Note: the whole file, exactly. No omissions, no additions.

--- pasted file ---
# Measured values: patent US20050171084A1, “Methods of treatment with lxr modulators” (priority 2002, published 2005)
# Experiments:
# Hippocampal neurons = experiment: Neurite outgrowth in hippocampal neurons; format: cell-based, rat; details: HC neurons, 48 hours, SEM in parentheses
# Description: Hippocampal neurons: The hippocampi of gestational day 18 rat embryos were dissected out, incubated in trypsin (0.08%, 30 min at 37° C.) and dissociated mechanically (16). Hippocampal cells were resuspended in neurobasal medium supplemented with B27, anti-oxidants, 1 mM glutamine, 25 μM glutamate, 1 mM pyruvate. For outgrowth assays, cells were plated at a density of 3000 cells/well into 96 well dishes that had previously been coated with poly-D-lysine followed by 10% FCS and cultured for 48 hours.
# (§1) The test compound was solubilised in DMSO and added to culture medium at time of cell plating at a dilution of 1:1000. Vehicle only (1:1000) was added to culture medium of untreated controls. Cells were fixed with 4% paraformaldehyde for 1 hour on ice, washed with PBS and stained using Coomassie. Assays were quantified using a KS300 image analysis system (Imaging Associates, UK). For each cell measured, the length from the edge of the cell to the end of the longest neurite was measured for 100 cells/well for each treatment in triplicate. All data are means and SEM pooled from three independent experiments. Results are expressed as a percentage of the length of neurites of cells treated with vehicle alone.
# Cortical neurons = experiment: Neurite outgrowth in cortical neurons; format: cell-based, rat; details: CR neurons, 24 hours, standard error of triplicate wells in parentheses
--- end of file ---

# Measured values: patent US20050171084A1, “Methods of treatment with lxr modulators” (priority 2002, published 2005)
# Experiments:
# Hippocampal neurons = experiment: Neurite outgrowth in hippocampal neurons; format: cell-based, rat; details: HC neurons, 48 hours, SEM in parentheses
# Description: Hippocampal neurons: The hippocampi of gestational day 18 rat embryos were dissected out, incubated in trypsin (0.08%, 30 min at 37° C.) and dissociated mechanically (16). Hippocampal cells were resuspended in neurobasal medium supplemented with B27, anti-oxidants, 1 mM glutamine, 25 μM glutamate, 1 mM pyruvate. For outgrowth assays, cells were plated at a density of 3000 cells/well into 96 well dishes that had previously been coated with poly-D-lysine followed by 10% FCS and cultured for 48 hours.
# (§1) The test compound was solubilised in DMSO and added to culture medium at time of cell plating at a dilution of 1:1000. Vehicle only (1:1000) was added to culture medium of untreated controls. Cells were fixed with 4% paraformaldehyde for 1 hour on ice, washed with PBS and stained using Coomassie. Assays were quantified using a KS300 image analysis system (Imaging Associates, UK). For each cell measured, the length from the edge of the cell to the end of the longest neurite was measured for 100 cells/well for each treatment in triplicate. All data are means and SEM pooled from three independent experiments. Results are expressed as a percentage of the length of neurites of cells treated with vehicle alone.
# Cortical neurons = experiment: Neurite outgrowth in cortical neurons; format: cell-based, rat; details: CR neurons, 24 hours, standard error of triplicate wells in parentheses